There were a few positive developments for Minnesota basketball Tuesday night at Williams Arena:
1. Minnesotans bonded during the Gophers’ “Blackout,” wearing dark shirts honoring our state’s primary product: Black ice.
2. The Gophers are now well-positioned to defend their championship in the National Invitation Tournament.
3. The Gophers might never have to face D’Angelo Russell again.
Russell is Ohio State’s gloriously talented freshman guard, the kind of kid who plays like he punctuated his first steps with a between-the-legs dribble. The Gophers will not face Ohio State again this season, unless the teams meet in the Big Ten tournament, so the next time Minnesotans see him in person, he’ll probably be playing at Target Center.
Tuesday night, Richard Pitino got beat by the kind of player he might never be able to recruit to Minnesota.
Russell was a revelation for a half, and then disappeared. That he could dominate a Big Ten road game as a true freshman for a half is a credit to his basketball genius. That the Gophers were able to stop him in the second half is a credit to Pitino’s coaching ingenuity.
By the end, the Gophers had merely another loss, 74-72 in overtime. A loss that might cripple Pitino’s hopes of taking the Gophers to the NCAA tournament, perhaps even of reaching .500 in the Big Ten. But he did his job last night. He gave the less-talented team a puncher’s chance.
“D’Angelo Russell in the first half — that was an impressive performance,” Pitino said. “I was proud of the way our guys guarded him in the second half.”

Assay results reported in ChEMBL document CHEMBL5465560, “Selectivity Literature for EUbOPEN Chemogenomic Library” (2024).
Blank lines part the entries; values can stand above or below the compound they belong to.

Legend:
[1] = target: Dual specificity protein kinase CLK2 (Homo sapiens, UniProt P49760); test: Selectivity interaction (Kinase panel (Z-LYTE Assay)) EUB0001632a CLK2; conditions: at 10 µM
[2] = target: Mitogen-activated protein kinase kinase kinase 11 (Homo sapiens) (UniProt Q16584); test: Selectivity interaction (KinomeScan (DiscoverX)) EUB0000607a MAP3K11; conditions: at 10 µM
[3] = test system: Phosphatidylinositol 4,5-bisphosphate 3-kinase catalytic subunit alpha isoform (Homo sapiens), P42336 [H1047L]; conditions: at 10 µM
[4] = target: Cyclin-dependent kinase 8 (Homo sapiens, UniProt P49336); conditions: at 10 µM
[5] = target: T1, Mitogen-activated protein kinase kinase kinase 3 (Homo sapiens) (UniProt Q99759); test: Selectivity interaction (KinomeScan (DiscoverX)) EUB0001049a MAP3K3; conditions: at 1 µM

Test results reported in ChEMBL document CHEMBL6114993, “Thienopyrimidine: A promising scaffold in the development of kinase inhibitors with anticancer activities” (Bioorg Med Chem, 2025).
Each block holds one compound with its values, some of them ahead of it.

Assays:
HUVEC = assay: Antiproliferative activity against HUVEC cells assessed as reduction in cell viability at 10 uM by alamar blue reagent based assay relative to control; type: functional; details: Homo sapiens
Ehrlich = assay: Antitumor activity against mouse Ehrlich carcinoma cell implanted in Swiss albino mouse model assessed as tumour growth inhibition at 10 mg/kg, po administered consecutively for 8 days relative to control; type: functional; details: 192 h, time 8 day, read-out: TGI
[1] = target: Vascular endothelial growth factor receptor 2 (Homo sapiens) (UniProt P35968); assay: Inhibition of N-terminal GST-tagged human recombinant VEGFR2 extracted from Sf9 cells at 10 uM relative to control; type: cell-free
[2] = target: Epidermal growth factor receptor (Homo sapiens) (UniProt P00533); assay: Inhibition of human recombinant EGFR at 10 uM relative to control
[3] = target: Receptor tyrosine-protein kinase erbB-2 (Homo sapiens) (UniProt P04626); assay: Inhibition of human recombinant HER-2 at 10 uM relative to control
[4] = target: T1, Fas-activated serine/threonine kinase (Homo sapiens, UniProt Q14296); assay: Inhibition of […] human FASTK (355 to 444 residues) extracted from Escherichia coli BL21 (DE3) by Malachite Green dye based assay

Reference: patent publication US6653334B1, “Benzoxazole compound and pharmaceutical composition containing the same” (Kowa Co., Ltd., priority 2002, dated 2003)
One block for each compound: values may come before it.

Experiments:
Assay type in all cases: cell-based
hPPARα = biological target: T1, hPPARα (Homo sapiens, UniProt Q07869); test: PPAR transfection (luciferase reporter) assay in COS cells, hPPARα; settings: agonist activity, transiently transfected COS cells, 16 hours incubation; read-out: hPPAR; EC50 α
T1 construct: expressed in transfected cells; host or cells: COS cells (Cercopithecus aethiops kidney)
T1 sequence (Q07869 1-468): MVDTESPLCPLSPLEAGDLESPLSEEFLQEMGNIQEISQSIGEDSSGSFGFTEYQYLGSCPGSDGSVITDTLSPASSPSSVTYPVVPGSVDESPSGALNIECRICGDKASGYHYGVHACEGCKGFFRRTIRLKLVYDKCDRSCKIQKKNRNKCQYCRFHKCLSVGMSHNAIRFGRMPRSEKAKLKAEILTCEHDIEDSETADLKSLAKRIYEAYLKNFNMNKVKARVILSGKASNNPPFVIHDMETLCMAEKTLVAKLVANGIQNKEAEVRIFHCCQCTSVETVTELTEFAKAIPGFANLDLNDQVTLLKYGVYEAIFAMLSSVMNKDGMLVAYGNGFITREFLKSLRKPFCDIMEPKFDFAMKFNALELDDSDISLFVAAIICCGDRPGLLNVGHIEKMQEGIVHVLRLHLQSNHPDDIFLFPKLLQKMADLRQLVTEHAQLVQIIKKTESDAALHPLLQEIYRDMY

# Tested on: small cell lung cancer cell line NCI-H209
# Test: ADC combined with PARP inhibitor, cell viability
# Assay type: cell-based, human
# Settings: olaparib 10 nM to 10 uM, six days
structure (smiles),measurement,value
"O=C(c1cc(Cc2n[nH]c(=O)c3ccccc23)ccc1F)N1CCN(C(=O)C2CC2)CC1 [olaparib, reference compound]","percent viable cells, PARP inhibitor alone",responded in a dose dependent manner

The game began with Gophers senior Andre Hollins covering Russell. In the first half, Russell made 10 of 12 shots, including all five of his three-pointers.
“That was my fault,” Hollins said. “I wasn’t fighting to get over the screens. I was giving him open shots. You can’t let that happen. He’s running all over our gym smiling and laughing. That can’t happen.”
At halftime, Pitino instructed his players to deny Russell the ball and, if he got it anyway, to extend their defense, pressuring him even near midcourt, to keep him from getting up a head of steam toward the basket.
He also instructed his players to trap Russell when he tried to dribble off a pick, essentially creating a temporary double-team.
Ohio State was good enough to take advantage of open men, hitting their forwards and centers for back-door cuts. But without Russell, with his hair-trigger release, scoring at will, the Gophers made it a game.
“We got beat by a very good team,” Pitino said. “Now we have to stay positive.”
That’s easier today than after the Gophers’ first two losses in the Big Ten. They blew a lead against a mediocre Purdue team. They often played mindlessly in a loss on the road against a good Maryland team. Hollins barely contributed in either game.
Tuesday, Hollins, after another sleepwalking first half, found himself. He made three three-pointers in the second half, and played better defense.
“I just had to focus more,” he said. “Nothing more than that.”
Pitino will be second-guessed this morning for at least one decision. The Gophers had the ball for the last time with 5.6 seconds left, inbounding from their own baseline. Mathieu got the ball and dribbled to midcourt with 4.4 seconds remaining.
Call a timeout?
“I thought they [the Buckeyes] were getting stops in the halfcourt,” Pitino said. “I wanted to open it up.”
It didn’t work, but that’s generally the right call. Too often coaches try to over-manage late-game situations.
Mathieu in the open court with time to make a play was probably his team’s best option.
Had it worked, the Gophers would have pulled off an upset, one that would have been due to a belated show of grit, and the kind of in-game coaching savvy we haven’t seen often in Williams Arena over the past decade.
Jim Souhan’s podcast can be heard at souhanunfiltered.com. On